Dungeons & Dragons: Castle Amber (Official Reprint)

As an old school gamer, I’m a huge fan of the Original Adventures Reincarnated line by Goodman Games. I’ve reviewed the first four releases on this page before. But in case you’re unfamiliar it, the “OAR” project is an ongoing attempt to both preserve and modernize a number of classic D&D adventure modules. These releases typically include a reprint of the original adventure and then pairs it with a modern 5E conversion. Often times, these releases also contain expanded information and/or completely new chapters to the original adventure. To top it all off, Goodman Games partners with WotC for this project, so these releases come with the blessing of D&D‘s official owner.

For the fifth entry in this series, we go all the way back to the Expert D&D set from 1981 for a re-release of the legendary Castle Amber module. This module was the second Expert Set release, following The Isle of Dread. These two adventures, combined with The Lost City are often considered the holy trilogy of old-school pulp fantasy modules. And now, we finally have all three for Fifth Edition.

Castle Amber is an interesting module in that it takes place partially in a world that was previously established in literature, the world of Averoigne. Averoigne is the setting of a number of stories by the author Clark Ashton Smith. Prior to this adventure, there was no official connection between Smith and D&D, other than his books being included by Gygax in the now infamous Appendix N.

The adventure begins in the world of Mystara (the default setting for the original D&D). It begins with a rather lengthy introduction that see’s the party setting up camp for the night. However, when morning comes, all hell breaks loose. The party finds themselves not in the wilderness where they bedded down for the evening, but instead in the foyer of a mysterious castle. From outside of the front door, they can see that the castle is surrounded by a mysterious mist. Any attempts to enter the mist and leave the castle results in that party member inhaling poisonous gas and taking damage. With no other choice, the party is forced to explore the castle and meet it’s inhabitants, the unusual Amber family. Over the course of this adventure, the party ultimately finds themselves transported to another world (Averoigne), where they must confront an unusual evil in order to return home.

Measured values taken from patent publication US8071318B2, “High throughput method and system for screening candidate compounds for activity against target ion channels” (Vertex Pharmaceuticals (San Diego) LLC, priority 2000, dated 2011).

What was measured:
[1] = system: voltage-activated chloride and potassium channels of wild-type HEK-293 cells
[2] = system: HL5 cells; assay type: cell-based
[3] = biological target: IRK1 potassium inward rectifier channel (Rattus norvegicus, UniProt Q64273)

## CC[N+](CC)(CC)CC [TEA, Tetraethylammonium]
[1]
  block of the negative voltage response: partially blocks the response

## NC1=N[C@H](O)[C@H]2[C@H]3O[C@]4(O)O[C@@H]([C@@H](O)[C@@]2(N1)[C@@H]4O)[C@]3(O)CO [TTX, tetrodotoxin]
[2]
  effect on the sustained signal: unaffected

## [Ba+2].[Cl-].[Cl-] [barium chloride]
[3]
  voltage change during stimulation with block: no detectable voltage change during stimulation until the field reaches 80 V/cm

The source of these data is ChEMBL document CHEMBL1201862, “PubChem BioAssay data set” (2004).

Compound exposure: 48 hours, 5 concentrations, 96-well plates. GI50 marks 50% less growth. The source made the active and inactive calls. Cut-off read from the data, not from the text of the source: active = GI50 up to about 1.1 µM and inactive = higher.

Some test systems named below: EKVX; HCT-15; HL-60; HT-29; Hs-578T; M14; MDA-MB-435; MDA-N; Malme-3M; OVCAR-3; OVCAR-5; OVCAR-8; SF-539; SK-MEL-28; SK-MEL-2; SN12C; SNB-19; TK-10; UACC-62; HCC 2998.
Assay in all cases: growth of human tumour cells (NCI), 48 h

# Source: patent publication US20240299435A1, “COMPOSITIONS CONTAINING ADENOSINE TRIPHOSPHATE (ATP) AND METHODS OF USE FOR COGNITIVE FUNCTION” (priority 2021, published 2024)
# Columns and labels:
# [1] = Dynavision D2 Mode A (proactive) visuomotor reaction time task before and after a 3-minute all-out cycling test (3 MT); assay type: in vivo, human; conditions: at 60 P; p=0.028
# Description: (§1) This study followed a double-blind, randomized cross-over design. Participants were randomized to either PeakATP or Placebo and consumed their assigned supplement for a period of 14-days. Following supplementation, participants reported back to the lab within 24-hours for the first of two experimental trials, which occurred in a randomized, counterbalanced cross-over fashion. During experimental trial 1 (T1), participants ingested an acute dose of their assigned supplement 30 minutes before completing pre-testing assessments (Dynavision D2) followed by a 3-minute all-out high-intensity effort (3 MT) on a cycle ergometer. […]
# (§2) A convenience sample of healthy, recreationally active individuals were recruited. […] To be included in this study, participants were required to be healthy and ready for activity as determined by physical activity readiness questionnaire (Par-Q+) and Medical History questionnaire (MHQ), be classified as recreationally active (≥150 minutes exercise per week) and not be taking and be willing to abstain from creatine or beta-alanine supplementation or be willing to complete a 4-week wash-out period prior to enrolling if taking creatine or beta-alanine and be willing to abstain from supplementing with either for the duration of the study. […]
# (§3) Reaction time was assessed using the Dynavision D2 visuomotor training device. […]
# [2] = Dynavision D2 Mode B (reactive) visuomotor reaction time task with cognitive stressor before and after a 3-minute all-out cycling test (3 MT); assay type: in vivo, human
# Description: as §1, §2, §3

As usual, Goodman Games preserves every detail of the original adventure with exquisite care. And as expected, they’ve added a quite a bit as well. For example, the castle now has a few new floors on the east and west wing. There’s also a few new surprises tucked away inside the castle itself. In my opinion, these additions fit in perfectly with the theme of the original publication. Castle Amber has always had a reputation for being a pretty strange romp. For starters, it’s a prime example of what’s known as a “funhouse dungeon”. It’s like one big theme park filled with all sorts of random monsters, traps, and encounters. These days, with game design being what it is, adventures tend to make a bit more sense than Castle Amber does. For example, if there’s a room filled with wererats, there had better be a good reason for those wererats to be there. Back in the old school days, that wasn’t as much of a concern. This type of design may be a problem for some people, but personally, I love it.

The quality of the book is top notch. The binding is nice and tight, the foldout maps don’t hang out the side of the pages, and of course, there’s a ribbon bookmark present. (Always a great touch). Also, the inner-cover artwork is simply stunning. I absolutely LOVE the artwork included in this book.

I can admit that there’s a lot of strange ingredients in this dish. And it’s probably not going to fit in to an existing campaign without a lot of work by the DM. But, it would make for a very fun couple of sessions if you wanted to show a bunch of modern players what the game used to be like.

I’m pleased to say this is another top quality release from Goodman Games. I  love this series and I hope it continues for some time. There’s so many wonderful classic D&D adventures that today’s players would never get to experience any other way.

Castle Amber is available on Amazon and most retail bookstores where D&D material is sold.

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